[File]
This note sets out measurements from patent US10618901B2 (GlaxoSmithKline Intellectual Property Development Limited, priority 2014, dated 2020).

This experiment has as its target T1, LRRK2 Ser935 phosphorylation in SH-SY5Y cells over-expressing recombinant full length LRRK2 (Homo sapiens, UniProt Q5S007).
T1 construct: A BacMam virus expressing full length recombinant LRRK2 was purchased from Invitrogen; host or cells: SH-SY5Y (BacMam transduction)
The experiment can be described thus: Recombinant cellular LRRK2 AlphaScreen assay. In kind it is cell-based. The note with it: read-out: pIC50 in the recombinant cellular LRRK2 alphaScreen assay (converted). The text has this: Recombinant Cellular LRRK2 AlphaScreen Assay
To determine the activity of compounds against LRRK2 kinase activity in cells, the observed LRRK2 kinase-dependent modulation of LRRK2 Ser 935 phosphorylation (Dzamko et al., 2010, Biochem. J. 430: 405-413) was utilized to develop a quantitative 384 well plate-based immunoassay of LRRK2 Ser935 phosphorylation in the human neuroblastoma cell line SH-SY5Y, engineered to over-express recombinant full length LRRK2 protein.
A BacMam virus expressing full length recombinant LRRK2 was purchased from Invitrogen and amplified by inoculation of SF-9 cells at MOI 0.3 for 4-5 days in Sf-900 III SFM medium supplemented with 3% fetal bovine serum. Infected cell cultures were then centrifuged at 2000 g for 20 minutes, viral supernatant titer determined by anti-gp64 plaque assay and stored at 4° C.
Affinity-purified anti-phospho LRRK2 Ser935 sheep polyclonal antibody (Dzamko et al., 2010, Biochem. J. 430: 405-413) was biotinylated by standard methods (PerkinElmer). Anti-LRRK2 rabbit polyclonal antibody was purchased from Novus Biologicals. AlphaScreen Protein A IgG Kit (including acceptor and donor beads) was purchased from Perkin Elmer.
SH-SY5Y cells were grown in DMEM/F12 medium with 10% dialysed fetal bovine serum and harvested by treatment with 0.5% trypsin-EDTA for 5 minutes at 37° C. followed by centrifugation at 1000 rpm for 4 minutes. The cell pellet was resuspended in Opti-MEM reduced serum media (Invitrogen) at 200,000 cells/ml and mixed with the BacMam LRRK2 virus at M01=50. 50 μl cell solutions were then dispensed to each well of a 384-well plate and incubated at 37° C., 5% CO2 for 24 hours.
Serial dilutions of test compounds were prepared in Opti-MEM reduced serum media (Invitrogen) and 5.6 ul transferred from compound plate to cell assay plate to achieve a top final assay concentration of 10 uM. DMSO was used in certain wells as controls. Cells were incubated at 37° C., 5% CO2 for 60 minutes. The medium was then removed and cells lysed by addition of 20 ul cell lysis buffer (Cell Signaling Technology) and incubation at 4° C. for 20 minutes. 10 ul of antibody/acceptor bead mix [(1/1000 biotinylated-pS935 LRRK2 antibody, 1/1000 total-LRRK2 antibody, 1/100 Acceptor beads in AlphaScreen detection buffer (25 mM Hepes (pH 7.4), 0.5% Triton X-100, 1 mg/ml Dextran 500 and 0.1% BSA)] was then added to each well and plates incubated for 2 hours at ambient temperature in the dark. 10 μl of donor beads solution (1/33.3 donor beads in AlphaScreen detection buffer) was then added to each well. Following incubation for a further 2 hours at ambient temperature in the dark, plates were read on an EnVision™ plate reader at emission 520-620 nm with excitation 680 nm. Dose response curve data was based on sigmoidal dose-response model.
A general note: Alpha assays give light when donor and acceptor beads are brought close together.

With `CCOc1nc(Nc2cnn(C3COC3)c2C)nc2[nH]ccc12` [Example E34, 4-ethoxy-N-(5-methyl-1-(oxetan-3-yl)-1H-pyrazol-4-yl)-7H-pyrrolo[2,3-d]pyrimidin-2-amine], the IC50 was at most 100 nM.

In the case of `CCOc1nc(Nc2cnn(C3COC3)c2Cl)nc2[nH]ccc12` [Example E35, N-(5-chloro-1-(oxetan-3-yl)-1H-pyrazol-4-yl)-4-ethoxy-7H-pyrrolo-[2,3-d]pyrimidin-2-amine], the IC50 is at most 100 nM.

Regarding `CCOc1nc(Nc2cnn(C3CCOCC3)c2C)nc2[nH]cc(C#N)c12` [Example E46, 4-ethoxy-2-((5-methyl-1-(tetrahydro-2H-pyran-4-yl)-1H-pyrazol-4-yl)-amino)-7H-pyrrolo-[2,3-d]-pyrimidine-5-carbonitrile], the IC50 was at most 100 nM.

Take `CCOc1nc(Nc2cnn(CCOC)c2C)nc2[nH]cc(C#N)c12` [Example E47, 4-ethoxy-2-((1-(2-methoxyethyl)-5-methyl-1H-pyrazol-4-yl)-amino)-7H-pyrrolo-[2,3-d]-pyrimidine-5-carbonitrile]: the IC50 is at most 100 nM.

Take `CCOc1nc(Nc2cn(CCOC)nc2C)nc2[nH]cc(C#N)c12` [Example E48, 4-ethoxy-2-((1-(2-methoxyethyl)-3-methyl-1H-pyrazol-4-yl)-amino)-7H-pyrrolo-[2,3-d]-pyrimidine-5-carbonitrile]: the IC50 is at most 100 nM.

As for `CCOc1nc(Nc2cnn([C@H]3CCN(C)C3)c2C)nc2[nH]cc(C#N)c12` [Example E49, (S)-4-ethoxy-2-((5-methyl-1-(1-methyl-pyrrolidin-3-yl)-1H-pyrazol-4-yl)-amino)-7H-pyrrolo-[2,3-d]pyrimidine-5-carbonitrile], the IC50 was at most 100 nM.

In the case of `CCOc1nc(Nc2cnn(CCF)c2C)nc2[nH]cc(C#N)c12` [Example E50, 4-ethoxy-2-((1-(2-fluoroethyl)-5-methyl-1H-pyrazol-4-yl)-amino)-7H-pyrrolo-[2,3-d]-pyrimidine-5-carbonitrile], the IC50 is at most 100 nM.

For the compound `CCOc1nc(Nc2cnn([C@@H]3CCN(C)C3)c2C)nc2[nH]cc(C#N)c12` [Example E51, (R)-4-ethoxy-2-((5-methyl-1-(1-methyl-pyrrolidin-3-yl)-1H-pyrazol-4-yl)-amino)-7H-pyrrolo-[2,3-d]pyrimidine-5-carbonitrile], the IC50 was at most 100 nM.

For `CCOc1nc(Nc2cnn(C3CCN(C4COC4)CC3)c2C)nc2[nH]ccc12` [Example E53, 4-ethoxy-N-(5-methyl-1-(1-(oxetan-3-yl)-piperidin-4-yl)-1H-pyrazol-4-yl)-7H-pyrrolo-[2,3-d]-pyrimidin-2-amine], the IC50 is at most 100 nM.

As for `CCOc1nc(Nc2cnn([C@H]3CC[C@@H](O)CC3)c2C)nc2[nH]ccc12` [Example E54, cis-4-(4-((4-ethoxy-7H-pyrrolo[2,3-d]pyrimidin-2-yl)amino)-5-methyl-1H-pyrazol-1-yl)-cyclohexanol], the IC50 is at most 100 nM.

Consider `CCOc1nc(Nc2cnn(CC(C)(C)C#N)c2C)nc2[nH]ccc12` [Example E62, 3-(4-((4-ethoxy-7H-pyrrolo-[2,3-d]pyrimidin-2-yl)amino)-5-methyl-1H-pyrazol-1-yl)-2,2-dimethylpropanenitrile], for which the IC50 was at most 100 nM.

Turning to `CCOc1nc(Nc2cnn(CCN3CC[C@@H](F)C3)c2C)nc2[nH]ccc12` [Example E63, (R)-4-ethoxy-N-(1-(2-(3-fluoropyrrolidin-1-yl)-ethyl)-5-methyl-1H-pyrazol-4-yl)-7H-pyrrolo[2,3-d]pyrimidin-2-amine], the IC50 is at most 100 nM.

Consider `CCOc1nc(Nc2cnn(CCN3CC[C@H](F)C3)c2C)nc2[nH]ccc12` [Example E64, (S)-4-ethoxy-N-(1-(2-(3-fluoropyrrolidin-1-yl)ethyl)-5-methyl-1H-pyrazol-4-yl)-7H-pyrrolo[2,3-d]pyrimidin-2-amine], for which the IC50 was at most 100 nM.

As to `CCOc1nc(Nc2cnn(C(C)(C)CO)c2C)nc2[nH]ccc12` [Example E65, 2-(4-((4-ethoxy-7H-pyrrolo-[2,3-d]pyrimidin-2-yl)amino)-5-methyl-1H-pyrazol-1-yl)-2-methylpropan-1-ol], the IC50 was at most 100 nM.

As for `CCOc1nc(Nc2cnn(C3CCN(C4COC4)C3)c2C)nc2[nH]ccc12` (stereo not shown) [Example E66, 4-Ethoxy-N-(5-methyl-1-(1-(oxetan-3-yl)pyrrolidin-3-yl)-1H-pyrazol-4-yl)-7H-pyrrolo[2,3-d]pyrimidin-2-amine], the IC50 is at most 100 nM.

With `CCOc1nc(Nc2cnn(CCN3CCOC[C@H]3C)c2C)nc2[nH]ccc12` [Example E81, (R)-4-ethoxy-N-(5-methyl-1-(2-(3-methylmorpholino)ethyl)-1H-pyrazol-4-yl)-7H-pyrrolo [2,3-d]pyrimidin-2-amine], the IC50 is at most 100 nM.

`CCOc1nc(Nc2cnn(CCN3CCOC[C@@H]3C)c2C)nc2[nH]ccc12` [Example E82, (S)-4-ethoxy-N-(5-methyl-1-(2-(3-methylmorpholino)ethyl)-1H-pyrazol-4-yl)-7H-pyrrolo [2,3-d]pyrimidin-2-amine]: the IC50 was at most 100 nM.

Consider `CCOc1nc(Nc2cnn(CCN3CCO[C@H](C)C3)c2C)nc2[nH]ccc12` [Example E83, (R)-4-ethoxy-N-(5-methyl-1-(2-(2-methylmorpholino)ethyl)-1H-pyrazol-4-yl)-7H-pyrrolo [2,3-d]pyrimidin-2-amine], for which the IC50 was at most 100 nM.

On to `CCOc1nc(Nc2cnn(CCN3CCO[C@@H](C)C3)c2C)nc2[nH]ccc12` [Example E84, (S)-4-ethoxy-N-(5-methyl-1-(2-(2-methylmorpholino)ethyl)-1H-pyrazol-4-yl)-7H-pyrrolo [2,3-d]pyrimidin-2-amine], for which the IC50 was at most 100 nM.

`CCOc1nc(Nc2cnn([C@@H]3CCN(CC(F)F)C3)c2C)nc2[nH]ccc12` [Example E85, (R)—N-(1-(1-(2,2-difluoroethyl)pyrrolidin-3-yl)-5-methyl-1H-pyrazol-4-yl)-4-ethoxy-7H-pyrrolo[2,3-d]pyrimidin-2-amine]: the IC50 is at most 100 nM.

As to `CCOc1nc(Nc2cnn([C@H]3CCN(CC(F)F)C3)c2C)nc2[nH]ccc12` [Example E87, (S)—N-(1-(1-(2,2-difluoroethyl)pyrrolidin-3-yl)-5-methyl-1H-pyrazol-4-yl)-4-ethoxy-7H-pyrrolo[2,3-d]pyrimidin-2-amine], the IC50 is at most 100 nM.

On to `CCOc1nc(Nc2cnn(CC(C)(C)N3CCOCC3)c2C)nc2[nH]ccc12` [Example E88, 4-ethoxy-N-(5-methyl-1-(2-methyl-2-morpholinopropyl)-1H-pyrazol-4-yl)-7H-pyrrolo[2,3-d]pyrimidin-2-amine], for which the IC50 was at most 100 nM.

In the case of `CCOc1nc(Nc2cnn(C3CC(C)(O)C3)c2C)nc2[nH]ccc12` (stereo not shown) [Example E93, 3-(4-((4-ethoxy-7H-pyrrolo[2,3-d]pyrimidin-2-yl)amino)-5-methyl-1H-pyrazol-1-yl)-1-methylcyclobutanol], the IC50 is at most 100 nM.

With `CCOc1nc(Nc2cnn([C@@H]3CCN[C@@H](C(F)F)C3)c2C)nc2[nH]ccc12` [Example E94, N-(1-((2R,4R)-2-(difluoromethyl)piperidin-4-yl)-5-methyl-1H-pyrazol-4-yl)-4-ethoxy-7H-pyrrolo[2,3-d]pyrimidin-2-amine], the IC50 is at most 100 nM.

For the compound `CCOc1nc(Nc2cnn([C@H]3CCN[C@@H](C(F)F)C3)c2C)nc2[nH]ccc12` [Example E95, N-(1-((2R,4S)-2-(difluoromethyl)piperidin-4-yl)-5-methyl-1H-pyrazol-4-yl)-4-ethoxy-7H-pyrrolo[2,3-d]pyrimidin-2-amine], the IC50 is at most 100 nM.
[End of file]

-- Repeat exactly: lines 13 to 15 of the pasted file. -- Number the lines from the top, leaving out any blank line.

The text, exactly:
Regarding `CCOc1nc(Nc2cnn(C3CCOCC3)c2C)nc2[nH]cc(C#N)c12` [Example E46, 4-ethoxy-2-((5-methyl-1-(tetrahydro-2H-pyran-4-yl)-1H-pyrazol-4-yl)-amino)-7H-pyrrolo-[2,3-d]-pyrimidine-5-carbonitrile], the IC50 was at most 100 nM.

Take `CCOc1nc(Nc2cnn(CCOC)c2C)nc2[nH]cc(C#N)c12` [Example E47, 4-ethoxy-2-((1-(2-methoxyethyl)-5-methyl-1H-pyrazol-4-yl)-amino)-7H-pyrrolo-[2,3-d]-pyrimidine-5-carbonitrile]: the IC50 is at most 100 nM.

Take `CCOc1nc(Nc2cn(CCOC)nc2C)nc2[nH]cc(C#N)c12` [Example E48, 4-ethoxy-2-((1-(2-methoxyethyl)-3-methyl-1H-pyrazol-4-yl)-amino)-7H-pyrrolo-[2,3-d]-pyrimidine-5-carbonitrile]: the IC50 is at most 100 nM.